Maintaining Lab Continuity in the Time of COVID-19

When Yale took the necessary step of moving classes online to mitigate the spread of Covid-19, it presented a particular challenge for courses that focus on building complex devices and other hands-on projects. At the School of Engineering & Applied Science, which has no shortage of such courses, staff and faculty mobilized quickly to ensure that students will be able to continue working on their projects and lab courses, even miles from campus while working from their homes.

It’s a process full of trial and error, requiring them to adapt quickly to a situation that changes daily and sometimes hourly. The situation is unprecedented, and that means creating new solutions in real time.

“We’re prioritizing and focusing to quickly establish continuity,” SEAS Deputy Dean Vincent Wilczynski said. “From remote locations and in social isolation, we’re marshaling on to get this accomplished.”

Medical Device Design & Innovation (MENG/BENG 404) breaks students up into teams to develop innovations for healthcare professionals - past projects have included organ transportation equipment and a device for concussion treatment - a process that typically requires the space and resources of the Center of Engineering Innovation & Design (CEID). Daniel Wiznia and Steven Tommasini, co-teachers of the course, teamed up with the staff of the CEID to come up with a plan.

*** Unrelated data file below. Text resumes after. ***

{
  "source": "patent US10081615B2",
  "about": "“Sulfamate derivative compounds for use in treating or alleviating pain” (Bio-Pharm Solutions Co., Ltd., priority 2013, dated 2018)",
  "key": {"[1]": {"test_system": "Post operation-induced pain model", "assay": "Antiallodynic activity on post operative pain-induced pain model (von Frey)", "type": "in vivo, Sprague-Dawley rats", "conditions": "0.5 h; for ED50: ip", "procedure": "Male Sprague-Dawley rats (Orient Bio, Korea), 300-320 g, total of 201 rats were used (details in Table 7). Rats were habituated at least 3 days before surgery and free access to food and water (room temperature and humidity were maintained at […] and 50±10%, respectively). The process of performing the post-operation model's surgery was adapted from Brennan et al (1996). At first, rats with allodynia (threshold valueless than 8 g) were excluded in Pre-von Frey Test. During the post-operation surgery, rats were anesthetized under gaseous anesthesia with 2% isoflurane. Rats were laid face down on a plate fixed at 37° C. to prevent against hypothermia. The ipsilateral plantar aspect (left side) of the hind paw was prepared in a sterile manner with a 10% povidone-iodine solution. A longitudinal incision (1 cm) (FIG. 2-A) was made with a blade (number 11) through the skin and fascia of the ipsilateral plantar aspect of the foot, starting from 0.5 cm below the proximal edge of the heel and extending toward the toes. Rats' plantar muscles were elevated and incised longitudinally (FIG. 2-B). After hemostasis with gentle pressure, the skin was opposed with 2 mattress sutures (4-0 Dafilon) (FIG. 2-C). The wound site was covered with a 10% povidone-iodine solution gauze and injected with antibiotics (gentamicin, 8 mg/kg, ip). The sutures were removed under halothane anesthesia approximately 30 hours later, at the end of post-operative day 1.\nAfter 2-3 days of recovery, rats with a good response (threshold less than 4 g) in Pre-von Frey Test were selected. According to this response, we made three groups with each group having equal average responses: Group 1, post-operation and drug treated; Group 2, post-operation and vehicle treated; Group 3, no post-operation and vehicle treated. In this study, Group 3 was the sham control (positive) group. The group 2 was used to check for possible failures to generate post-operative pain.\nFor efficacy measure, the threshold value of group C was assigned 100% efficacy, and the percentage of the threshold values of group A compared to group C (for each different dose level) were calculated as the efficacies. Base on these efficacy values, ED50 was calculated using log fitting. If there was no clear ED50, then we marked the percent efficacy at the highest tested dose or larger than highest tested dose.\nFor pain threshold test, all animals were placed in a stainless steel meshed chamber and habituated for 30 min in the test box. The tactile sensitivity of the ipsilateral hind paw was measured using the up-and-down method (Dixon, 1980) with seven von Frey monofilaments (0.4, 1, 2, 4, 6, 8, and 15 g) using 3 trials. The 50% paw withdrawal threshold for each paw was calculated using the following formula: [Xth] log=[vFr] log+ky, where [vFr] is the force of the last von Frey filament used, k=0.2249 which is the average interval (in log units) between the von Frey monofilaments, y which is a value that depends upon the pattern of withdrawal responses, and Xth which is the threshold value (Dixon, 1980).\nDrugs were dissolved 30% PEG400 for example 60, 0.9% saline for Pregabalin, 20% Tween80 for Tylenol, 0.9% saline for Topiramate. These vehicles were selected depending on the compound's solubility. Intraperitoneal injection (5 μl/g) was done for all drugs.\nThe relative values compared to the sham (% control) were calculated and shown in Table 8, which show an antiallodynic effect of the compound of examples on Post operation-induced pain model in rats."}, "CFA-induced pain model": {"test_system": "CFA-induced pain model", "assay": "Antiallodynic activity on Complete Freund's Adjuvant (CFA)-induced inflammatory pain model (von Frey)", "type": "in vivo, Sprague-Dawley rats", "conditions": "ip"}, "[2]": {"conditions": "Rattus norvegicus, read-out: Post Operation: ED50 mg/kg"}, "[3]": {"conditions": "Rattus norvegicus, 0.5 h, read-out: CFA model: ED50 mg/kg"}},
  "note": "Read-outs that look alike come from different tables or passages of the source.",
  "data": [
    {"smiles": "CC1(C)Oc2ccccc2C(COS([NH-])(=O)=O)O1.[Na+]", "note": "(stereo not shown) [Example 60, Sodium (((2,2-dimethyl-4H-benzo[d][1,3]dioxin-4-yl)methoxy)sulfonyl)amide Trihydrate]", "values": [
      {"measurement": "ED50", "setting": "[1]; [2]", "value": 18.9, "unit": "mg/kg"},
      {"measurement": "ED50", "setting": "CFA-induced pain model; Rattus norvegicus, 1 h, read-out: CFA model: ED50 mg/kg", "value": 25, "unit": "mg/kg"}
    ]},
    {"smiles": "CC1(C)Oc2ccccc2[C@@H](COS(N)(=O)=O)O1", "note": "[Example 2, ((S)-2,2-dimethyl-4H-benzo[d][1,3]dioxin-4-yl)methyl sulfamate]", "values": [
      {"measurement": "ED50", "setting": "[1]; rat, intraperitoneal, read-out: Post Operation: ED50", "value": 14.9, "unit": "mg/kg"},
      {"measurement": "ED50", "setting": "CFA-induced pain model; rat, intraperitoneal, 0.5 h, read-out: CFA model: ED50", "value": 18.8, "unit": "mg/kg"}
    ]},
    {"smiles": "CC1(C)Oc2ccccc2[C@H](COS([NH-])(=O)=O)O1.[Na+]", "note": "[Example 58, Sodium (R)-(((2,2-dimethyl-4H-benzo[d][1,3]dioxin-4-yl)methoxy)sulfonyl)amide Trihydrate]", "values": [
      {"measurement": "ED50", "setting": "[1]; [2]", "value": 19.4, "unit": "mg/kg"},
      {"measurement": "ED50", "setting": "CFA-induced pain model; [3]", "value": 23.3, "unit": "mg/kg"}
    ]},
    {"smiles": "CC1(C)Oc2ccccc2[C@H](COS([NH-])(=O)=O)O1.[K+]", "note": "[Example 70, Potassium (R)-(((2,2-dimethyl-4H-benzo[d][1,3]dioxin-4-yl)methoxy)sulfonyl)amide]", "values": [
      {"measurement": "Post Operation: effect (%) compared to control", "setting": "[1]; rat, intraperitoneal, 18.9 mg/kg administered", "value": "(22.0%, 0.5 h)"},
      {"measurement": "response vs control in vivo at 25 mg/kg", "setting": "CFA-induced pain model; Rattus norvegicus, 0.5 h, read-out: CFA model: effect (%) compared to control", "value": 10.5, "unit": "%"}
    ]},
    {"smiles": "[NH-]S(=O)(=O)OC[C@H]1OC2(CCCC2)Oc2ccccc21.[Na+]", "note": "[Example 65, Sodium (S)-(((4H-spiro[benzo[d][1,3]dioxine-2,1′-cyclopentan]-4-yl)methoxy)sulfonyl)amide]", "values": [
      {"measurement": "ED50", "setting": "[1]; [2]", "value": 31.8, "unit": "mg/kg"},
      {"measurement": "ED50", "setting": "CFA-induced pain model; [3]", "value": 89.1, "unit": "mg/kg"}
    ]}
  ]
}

“We had such an incredible first half of the semester with the students,” said Wiznia, assistant professor of orthopedics and rehabilitation. “The students learned so much and Steve and I were just very impressed and so happy to see the dedication the students had. So, then I was thinking, ‘I hope we don’t cancel the second half of the semester.’”

CEID Design Fellows Antonio Medina and Ashlyn Oakes have been working with Wiznia and Tomassini on a plan to 3D print components for the student teams’ projects. Wilczynski, director of the CEID, is giving access to a milling machine from his home. Joe Zinter, assistant director at the CEID, and design mentor Lawrence Wilen have also been working to coordinate efforts with the Medical Device Design course as well as with Profs. Julie Zimmerman and Paul Anastas, who are teaching Green Engineering at the CEID. 

Between those efforts as well as virtual rooms held through Zoom and other adjustments, Wiznia is hopeful that the course will be just as rewarding as planned. 

“For the second half, we’re going to be able to give them a very good experience, even though it’s going to be remote,” he said.

At the Greenberg Engineering Teaching Concourse (GETC), the staff acted quickly to get what they needed to keep courses going online.

“The special equipment we ordered was a remote-controlled webcam and some extra mics and we had that set up on a cart so we could roll it into the lab you're working in,” said Katherine Schilling, associate research scientist. “One person, while they’re doing the experiment, could actually move the camera around and record themselves talking in front of the equipment.”